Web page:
Our sun might not seem as enigmatic as more exotic, distant stars, but it’s still a marvelously mysterious miasma of incandescent plasma. And it’s certainly worthy of our scientific attention: Curiosity aside, a violent solar event could disrupt satellites and cause $2 trillion in damages for the U.S. alone. Yet, despite living in its atmosphere, we don’t understand some of its defining phenomena. For sixty years, we haven’t understood why the surface is a cozy 5,500 Celsius, while the halo called the corona—several million kilometers away from the star’s surface and 12 orders of magnitude less dense—boasts a positively sizzling 1-2 million Celsius.
To figure out why, NASA needs to fly a little closer to the sun—and touch it.
We know that magnetic reconnection—when magnetic field lines moving in opposite directions intertwine and snap like rubber bands—propels nuclear weapon-like waves of energy away from surface. Meanwhile, magnetohydrodynamic waves—vibrating guitar string-like waves of magnetic force driven by the flow of plasma—transfer energy from the surface into corona. However, without more data, our understanding of phenomena like coronal heating and solar wind acceleration remain largely theoretical…but not for long.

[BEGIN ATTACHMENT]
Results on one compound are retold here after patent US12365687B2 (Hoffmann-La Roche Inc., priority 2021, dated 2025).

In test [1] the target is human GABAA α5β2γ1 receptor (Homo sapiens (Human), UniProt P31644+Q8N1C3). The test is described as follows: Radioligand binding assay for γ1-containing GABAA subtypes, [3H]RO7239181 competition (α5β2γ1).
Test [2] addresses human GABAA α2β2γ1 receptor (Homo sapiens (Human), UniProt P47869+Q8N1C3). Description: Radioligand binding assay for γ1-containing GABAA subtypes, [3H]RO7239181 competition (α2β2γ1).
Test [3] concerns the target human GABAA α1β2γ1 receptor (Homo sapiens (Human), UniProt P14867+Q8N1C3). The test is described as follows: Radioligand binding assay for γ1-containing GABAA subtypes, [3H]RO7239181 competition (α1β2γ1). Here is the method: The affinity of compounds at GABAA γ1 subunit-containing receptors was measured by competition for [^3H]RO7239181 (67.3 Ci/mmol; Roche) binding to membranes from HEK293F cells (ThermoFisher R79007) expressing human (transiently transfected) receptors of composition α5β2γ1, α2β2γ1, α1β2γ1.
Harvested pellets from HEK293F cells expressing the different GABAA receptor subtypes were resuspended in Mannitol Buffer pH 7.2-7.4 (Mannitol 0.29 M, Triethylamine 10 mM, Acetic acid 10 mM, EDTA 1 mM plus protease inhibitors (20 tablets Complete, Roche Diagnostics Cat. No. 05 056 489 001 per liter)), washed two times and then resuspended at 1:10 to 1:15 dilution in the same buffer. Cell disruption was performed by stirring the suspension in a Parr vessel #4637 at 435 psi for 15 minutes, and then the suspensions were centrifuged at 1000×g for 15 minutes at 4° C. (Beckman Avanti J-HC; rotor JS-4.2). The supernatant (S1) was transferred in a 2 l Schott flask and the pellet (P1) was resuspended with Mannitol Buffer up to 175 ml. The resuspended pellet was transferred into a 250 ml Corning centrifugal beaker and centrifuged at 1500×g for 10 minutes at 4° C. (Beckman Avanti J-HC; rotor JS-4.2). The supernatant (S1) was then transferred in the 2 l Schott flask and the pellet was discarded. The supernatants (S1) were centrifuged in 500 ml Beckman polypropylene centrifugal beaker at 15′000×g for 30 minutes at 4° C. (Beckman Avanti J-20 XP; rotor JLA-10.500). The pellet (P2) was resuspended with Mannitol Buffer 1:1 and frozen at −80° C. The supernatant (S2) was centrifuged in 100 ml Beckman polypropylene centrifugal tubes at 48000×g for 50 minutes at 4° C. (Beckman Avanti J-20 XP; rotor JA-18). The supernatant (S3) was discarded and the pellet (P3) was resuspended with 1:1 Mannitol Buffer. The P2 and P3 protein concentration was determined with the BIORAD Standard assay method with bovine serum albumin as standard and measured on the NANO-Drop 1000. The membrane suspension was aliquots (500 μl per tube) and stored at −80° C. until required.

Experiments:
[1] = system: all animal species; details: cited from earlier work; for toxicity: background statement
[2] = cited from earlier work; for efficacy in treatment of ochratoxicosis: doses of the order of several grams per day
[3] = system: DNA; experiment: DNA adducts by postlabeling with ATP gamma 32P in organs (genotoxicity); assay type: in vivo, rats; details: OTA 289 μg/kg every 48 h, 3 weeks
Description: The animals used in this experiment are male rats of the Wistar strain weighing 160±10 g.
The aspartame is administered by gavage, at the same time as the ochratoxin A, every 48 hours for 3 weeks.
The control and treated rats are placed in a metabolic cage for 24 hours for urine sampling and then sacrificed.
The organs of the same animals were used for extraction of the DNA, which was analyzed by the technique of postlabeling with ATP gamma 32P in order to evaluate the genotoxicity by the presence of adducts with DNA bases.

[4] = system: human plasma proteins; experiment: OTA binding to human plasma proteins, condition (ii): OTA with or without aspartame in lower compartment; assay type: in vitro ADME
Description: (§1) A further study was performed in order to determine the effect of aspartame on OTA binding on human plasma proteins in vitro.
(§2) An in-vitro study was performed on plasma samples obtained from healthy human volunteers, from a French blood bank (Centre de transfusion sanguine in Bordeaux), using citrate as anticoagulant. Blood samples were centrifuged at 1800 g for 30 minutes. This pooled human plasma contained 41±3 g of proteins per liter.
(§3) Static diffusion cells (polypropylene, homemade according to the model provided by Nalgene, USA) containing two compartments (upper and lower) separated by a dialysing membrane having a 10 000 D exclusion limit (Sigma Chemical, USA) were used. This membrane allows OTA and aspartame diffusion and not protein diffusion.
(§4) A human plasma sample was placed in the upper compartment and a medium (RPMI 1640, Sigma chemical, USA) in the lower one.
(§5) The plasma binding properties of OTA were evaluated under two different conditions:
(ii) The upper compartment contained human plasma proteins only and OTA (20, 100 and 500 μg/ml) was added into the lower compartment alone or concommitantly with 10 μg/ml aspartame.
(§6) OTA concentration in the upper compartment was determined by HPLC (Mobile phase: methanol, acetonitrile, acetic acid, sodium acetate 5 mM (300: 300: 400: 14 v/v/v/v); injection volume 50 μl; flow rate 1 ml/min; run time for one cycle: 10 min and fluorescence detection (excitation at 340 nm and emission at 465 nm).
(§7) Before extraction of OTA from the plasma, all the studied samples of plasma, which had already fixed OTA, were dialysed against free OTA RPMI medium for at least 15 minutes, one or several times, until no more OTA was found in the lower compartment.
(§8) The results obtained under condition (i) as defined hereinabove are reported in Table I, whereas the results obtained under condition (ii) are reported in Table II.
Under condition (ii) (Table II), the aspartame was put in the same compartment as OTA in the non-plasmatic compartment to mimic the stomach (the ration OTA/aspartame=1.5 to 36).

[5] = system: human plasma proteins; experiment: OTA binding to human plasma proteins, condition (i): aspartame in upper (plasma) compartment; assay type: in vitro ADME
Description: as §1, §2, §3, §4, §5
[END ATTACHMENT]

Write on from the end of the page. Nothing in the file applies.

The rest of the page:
Launching in 2018, NASA’s Solar Probe Plus will travel nearly seven years, setting a new record for fastest moving object as it zips 37.6 million kilometers closer to the sun than any spacecraft that has ever studied our host star. But what manner of sensory equipment does one bring to Dante’s Inferno?